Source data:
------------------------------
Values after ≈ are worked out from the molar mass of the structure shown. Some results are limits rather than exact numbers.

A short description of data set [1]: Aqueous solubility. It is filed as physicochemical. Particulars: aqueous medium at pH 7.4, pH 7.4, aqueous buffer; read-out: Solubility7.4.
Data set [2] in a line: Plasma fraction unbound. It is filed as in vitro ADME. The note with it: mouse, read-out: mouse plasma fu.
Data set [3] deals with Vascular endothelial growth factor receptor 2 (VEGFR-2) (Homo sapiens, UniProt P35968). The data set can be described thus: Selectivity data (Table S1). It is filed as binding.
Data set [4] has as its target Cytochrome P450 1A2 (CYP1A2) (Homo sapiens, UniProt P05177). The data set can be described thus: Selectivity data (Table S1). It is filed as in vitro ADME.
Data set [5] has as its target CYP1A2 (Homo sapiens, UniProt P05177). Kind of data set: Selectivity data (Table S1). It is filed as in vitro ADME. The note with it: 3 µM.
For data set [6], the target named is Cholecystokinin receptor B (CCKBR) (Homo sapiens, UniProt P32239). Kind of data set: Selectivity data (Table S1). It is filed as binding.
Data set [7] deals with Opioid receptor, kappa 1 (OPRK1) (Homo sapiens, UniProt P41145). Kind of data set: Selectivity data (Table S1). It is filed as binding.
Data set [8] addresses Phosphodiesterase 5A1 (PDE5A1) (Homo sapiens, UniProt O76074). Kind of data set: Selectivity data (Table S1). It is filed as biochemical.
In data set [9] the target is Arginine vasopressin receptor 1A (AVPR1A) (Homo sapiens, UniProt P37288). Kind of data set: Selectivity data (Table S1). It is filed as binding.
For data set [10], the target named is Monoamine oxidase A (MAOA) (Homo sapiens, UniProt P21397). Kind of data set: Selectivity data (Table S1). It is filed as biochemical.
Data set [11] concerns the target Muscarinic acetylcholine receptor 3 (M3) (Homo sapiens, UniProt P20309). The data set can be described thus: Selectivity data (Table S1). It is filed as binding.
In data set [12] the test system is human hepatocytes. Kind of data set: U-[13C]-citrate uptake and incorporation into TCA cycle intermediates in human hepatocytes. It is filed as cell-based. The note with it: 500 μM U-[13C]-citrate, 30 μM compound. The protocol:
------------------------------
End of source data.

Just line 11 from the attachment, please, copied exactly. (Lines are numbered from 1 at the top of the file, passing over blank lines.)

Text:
For data set [10], the target named is Monoamine oxidase A (MAOA) (Homo sapiens, UniProt P21397). Kind of data set: Selectivity data (Table S1). It is filed as biochemical.